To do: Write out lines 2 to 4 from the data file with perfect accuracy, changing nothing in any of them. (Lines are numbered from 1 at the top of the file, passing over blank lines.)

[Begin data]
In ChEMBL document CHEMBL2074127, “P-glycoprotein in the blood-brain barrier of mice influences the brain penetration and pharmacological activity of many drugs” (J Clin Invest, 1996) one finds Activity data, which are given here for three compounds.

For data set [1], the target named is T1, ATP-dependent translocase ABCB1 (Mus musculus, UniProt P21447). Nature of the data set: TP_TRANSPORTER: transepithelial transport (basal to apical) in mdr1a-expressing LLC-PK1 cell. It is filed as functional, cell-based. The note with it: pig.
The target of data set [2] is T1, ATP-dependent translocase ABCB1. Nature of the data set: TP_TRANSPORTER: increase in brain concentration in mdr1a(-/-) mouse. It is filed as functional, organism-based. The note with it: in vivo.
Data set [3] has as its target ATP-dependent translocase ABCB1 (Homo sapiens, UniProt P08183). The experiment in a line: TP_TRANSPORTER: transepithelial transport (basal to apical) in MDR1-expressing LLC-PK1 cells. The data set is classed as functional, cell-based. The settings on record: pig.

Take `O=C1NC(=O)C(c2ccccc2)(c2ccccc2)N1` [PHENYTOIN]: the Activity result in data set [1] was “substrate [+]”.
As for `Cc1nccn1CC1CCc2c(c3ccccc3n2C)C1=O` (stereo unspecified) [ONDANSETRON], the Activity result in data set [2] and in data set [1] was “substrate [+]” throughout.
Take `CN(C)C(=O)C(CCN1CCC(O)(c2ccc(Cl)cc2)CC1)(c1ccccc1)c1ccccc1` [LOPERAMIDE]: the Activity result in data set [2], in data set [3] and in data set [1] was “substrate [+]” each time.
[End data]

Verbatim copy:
For data set [1], the target named is T1, ATP-dependent translocase ABCB1 (Mus musculus, UniProt P21447). Nature of the data set: TP_TRANSPORTER: transepithelial transport (basal to apical) in mdr1a-expressing LLC-PK1 cell. It is filed as functional, cell-based. The note with it: pig.
The target of data set [2] is T1, ATP-dependent translocase ABCB1. Nature of the data set: TP_TRANSPORTER: increase in brain concentration in mdr1a(-/-) mouse. It is filed as functional, organism-based. The note with it: in vivo.
Data set [3] has as its target ATP-dependent translocase ABCB1 (Homo sapiens, UniProt P08183). The experiment in a line: TP_TRANSPORTER: transepithelial transport (basal to apical) in MDR1-expressing LLC-PK1 cells. The data set is classed as functional, cell-based. The settings on record: pig.